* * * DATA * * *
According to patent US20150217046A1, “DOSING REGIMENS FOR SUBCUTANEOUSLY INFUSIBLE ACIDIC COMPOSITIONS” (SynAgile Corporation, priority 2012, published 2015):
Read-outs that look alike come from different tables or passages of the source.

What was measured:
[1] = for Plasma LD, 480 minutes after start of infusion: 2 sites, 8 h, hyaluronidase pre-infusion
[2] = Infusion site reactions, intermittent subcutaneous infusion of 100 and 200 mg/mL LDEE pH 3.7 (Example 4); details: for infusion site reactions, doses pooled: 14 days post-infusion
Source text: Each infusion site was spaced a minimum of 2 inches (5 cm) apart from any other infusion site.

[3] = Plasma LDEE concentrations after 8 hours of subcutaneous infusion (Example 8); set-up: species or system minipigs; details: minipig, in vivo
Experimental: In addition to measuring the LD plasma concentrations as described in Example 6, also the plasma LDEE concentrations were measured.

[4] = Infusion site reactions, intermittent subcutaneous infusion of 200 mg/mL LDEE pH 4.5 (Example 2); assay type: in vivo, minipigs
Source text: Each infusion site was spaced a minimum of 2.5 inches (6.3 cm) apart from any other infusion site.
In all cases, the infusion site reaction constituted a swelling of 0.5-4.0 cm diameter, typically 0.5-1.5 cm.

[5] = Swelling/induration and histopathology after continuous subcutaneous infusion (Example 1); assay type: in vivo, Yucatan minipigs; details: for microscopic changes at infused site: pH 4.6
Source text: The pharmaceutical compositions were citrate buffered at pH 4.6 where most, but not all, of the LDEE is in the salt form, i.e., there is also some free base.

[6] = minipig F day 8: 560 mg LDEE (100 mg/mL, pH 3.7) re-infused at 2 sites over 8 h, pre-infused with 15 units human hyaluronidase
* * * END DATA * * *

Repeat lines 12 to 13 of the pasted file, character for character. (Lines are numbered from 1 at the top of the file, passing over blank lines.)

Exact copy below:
[5] = Swelling/induration and histopathology after continuous subcutaneous infusion (Example 1); assay type: in vivo, Yucatan minipigs; details: for microscopic changes at infused site: pH 4.6
Source text: The pharmaceutical compositions were citrate buffered at pH 4.6 where most, but not all, of the LDEE is in the salt form, i.e., there is also some free base.